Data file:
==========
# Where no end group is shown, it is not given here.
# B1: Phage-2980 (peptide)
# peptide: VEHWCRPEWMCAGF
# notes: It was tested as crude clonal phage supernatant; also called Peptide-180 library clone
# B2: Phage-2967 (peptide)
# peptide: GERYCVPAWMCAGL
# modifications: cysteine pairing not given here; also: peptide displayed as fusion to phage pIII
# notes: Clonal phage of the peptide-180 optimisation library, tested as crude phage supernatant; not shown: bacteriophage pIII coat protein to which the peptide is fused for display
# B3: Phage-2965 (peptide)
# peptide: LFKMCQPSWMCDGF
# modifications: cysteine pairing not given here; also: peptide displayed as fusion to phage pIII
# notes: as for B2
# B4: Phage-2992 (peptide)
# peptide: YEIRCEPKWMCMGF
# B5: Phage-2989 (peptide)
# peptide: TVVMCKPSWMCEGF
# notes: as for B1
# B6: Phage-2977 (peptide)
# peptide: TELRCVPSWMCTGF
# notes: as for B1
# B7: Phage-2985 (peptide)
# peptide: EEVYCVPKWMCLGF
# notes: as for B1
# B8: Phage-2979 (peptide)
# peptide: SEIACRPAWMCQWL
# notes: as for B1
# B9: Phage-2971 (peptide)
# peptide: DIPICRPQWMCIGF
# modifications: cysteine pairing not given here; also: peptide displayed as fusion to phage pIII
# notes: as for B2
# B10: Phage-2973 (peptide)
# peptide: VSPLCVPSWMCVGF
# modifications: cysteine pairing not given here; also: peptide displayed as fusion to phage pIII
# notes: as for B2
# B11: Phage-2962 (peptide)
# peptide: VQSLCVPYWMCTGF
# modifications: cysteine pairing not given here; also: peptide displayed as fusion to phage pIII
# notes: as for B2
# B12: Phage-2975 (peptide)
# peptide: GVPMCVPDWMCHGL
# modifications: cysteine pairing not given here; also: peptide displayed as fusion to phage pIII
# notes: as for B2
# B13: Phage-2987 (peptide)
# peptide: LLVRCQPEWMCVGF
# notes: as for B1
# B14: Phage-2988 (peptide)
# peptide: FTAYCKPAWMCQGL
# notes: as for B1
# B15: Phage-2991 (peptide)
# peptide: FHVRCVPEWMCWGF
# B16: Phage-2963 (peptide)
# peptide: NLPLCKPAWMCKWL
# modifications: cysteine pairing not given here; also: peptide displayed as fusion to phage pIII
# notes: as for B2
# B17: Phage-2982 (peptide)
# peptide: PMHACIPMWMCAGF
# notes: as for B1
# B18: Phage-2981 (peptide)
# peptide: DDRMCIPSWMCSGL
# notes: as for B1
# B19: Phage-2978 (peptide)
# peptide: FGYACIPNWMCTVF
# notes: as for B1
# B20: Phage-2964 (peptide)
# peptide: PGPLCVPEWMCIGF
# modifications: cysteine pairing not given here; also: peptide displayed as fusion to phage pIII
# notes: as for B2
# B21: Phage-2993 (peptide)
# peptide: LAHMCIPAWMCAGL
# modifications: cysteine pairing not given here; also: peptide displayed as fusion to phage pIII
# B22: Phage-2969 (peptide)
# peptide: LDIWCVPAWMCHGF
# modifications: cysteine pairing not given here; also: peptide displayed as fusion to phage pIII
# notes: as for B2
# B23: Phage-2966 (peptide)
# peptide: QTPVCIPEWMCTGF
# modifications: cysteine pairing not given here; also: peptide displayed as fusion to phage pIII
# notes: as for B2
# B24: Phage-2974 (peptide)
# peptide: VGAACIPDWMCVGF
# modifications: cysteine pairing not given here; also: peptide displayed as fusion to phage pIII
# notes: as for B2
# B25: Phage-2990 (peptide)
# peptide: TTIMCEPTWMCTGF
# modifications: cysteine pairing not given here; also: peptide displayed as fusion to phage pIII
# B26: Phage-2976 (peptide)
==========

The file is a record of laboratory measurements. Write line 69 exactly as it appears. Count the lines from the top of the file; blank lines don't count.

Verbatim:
# peptide: LAHMCIPAWMCAGL